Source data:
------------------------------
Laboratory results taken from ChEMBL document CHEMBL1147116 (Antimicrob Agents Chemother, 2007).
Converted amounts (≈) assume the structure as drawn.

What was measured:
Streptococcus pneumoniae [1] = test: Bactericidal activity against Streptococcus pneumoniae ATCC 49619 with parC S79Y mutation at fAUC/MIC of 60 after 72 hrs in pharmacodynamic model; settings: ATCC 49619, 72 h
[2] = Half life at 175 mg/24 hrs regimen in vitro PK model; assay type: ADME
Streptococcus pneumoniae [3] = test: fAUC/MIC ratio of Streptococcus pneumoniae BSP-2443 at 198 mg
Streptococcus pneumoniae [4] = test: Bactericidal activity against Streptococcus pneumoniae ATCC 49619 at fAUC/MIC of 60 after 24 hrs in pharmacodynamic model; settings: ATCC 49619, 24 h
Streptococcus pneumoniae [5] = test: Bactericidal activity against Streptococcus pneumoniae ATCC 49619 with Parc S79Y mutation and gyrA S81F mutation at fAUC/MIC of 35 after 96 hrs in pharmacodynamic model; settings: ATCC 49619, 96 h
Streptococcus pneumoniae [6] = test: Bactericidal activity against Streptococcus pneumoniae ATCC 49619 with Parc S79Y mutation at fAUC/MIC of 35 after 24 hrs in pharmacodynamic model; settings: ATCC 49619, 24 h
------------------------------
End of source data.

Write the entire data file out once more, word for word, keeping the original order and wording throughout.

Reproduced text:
Laboratory results taken from ChEMBL document CHEMBL1147116 (Antimicrob Agents Chemother, 2007).
Converted amounts (≈) assume the structure as drawn.

What was measured:
Streptococcus pneumoniae [1] = test: Bactericidal activity against Streptococcus pneumoniae ATCC 49619 with parC S79Y mutation at fAUC/MIC of 60 after 72 hrs in pharmacodynamic model; settings: ATCC 49619, 72 h
[2] = Half life at 175 mg/24 hrs regimen in vitro PK model; assay type: ADME
Streptococcus pneumoniae [3] = test: fAUC/MIC ratio of Streptococcus pneumoniae BSP-2443 at 198 mg
Streptococcus pneumoniae [4] = test: Bactericidal activity against Streptococcus pneumoniae ATCC 49619 at fAUC/MIC of 60 after 24 hrs in pharmacodynamic model; settings: ATCC 49619, 24 h
Streptococcus pneumoniae [5] = test: Bactericidal activity against Streptococcus pneumoniae ATCC 49619 with Parc S79Y mutation and gyrA S81F mutation at fAUC/MIC of 35 after 96 hrs in pharmacodynamic model; settings: ATCC 49619, 96 h
Streptococcus pneumoniae [6] = test: Bactericidal activity against Streptococcus pneumoniae ATCC 49619 with Parc S79Y mutation at fAUC/MIC of 35 after 24 hrs in pharmacodynamic model; settings: ATCC 49619, 24 h